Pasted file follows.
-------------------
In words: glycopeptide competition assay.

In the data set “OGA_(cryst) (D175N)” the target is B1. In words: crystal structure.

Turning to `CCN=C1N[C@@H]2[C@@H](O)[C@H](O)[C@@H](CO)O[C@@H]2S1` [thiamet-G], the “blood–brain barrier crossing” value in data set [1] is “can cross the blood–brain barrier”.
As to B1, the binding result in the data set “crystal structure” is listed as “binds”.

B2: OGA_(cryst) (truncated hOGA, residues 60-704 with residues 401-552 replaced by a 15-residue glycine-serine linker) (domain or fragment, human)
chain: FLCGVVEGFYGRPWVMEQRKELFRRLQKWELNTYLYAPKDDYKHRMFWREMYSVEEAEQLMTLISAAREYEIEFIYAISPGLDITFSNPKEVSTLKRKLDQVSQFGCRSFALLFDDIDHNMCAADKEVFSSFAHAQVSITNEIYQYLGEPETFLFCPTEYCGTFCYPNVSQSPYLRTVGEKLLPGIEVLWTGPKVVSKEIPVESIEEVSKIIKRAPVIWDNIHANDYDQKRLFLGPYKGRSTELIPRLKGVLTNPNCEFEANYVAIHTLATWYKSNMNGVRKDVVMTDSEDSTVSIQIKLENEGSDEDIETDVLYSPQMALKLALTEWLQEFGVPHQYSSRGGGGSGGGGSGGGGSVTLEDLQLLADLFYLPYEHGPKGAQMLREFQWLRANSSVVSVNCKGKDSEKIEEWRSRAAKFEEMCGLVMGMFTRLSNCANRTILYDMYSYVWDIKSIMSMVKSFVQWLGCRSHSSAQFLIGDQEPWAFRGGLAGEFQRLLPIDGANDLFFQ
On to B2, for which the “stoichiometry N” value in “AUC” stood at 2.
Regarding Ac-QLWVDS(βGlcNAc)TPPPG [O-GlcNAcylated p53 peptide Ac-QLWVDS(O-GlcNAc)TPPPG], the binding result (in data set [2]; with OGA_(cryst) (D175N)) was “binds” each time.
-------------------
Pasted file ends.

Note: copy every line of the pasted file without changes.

In words: glycopeptide competition assay.

In the data set “OGA_(cryst) (D175N)” the target is B1. In words: crystal structure.

Turning to `CCN=C1N[C@@H]2[C@@H](O)[C@H](O)[C@@H](CO)O[C@@H]2S1` [thiamet-G], the “blood–brain barrier crossing” value in data set [1] is “can cross the blood–brain barrier”.
As to B1, the binding result in the data set “crystal structure” is listed as “binds”.

B2: OGA_(cryst) (truncated hOGA, residues 60-704 with residues 401-552 replaced by a 15-residue glycine-serine linker) (domain or fragment, human)
chain: FLCGVVEGFYGRPWVMEQRKELFRRLQKWELNTYLYAPKDDYKHRMFWREMYSVEEAEQLMTLISAAREYEIEFIYAISPGLDITFSNPKEVSTLKRKLDQVSQFGCRSFALLFDDIDHNMCAADKEVFSSFAHAQVSITNEIYQYLGEPETFLFCPTEYCGTFCYPNVSQSPYLRTVGEKLLPGIEVLWTGPKVVSKEIPVESIEEVSKIIKRAPVIWDNIHANDYDQKRLFLGPYKGRSTELIPRLKGVLTNPNCEFEANYVAIHTLATWYKSNMNGVRKDVVMTDSEDSTVSIQIKLENEGSDEDIETDVLYSPQMALKLALTEWLQEFGVPHQYSSRGGGGSGGGGSGGGGSVTLEDLQLLADLFYLPYEHGPKGAQMLREFQWLRANSSVVSVNCKGKDSEKIEEWRSRAAKFEEMCGLVMGMFTRLSNCANRTILYDMYSYVWDIKSIMSMVKSFVQWLGCRSHSSAQFLIGDQEPWAFRGGLAGEFQRLLPIDGANDLFFQ
On to B2, for which the “stoichiometry N” value in “AUC” stood at 2.
Regarding Ac-QLWVDS(βGlcNAc)TPPPG [O-GlcNAcylated p53 peptide Ac-QLWVDS(O-GlcNAc)TPPPG], the binding result (in data set [2]; with OGA_(cryst) (D175N)) was “binds” each time.